What makes my Land Rover special is that it used to be a Swiss fire truck, stationed in the village of Raron. Although rarely used in anger, it was always well maintained and was kept indoors – so it has survived the years in wonderful, original condition. Another factor that helped to preserve it is that they don’t use salt on winter roads in Switzerland.
It also has some of the original interior matting and all the original documentation that permitted anyone in the fire crew to drive the vehicle.
After I’d owned it for a couple of years, I decided to repaint it. The unmissably bright, fluorescent orange colour was quite funny – and my friends always spotted me miles away – but the paint was starting to crack and fade away. I’d wanted a Land Rover like this since I was a kid and watched the TV show Daktari, where Land Rovers were all over the place, but I’d never imagined having a bright orange one.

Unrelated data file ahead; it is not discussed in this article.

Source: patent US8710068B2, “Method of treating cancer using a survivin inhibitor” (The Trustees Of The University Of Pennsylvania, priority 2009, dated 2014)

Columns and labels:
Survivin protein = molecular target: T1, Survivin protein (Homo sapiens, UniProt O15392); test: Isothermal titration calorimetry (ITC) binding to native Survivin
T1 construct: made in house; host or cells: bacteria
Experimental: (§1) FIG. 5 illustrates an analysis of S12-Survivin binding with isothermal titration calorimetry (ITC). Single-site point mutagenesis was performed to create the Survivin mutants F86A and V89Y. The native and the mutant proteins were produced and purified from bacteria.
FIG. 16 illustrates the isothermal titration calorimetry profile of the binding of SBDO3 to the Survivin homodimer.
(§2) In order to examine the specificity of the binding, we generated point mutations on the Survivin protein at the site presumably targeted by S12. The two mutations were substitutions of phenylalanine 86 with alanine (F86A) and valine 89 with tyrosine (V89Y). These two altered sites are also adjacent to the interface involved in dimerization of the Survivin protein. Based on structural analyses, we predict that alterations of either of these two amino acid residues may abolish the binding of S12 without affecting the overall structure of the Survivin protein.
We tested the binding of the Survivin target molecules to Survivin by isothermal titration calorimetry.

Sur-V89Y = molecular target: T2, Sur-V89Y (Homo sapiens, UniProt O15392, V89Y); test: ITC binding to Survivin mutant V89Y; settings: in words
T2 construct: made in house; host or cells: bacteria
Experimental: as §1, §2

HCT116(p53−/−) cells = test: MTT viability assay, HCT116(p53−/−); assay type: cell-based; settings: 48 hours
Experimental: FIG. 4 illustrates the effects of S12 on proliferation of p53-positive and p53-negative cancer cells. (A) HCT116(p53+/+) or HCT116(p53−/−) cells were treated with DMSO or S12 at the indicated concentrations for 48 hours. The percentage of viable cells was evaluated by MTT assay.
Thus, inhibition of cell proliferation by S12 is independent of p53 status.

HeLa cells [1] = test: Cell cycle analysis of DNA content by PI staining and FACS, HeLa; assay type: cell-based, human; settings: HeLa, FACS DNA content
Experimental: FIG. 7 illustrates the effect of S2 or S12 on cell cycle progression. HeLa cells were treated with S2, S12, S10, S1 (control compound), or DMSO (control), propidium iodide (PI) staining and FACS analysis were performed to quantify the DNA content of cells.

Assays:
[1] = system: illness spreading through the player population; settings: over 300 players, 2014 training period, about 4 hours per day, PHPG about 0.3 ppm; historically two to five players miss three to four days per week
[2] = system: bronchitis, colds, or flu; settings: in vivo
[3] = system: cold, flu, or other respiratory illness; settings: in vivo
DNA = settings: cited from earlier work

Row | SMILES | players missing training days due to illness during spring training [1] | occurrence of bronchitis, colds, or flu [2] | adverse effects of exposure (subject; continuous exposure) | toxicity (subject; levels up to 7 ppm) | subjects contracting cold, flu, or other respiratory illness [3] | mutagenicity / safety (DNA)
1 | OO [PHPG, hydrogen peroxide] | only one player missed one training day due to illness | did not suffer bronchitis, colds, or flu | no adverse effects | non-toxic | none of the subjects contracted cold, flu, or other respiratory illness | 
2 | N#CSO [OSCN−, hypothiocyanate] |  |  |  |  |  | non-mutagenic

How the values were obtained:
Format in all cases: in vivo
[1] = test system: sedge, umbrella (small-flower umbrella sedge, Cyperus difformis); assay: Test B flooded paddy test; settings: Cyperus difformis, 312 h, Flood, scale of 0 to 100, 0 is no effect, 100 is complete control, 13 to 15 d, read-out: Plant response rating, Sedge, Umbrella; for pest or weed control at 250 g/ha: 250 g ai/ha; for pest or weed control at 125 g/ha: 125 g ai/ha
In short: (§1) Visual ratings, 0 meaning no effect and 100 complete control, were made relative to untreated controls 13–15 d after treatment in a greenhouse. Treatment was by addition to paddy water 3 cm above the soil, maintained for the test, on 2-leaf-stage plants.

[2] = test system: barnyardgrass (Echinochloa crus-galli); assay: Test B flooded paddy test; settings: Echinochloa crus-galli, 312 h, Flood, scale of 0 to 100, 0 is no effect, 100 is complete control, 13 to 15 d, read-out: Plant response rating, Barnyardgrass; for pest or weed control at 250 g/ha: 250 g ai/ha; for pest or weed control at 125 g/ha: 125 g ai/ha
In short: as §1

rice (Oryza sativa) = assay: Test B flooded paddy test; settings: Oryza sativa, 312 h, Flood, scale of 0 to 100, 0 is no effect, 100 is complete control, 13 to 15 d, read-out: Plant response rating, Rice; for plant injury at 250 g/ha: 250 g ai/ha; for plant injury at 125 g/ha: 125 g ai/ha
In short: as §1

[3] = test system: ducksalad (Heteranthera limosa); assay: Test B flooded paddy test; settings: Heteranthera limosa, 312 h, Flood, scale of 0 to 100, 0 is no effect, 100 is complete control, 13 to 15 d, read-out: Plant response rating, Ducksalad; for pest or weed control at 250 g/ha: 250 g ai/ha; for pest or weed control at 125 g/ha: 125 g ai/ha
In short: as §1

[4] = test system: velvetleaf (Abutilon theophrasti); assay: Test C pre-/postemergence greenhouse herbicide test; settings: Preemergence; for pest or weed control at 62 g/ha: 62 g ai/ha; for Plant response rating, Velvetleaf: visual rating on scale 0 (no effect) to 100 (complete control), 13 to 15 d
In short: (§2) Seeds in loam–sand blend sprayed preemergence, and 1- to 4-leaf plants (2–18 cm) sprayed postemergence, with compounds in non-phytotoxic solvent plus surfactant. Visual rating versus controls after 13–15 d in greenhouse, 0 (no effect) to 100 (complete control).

So, after much research, and inspired by the blue used by the British Coastguard, I decided to go for the impressive-sounding British Standard Royal Blue.
My dad Jan has helped me with many specific jobs to prevent future deterioration, while always keeping the Land Rover as original as possible. He used to work in the R&D centre of Philips and has the skills – and the patience! – to deal with all the small, fiddly jobs. I’m not a born car technician, so I’m learning all the time (sometimes I hate it and just want to sell the Land Rover) but it also helped me to discover more about myself and how I deal with certain challenges.
So, it’s really a hobby that gives me something I can put my mind to, with the aim of keeping it in good running order, and also preserving its heritage.
Oh, and I love driving it in the countryside on sunny days.
This owner review appeared in the June 2015 issue of LRO. Current and Back issues are available to download on digital devices here. Please note, we only hold stocks of the the last three back issues.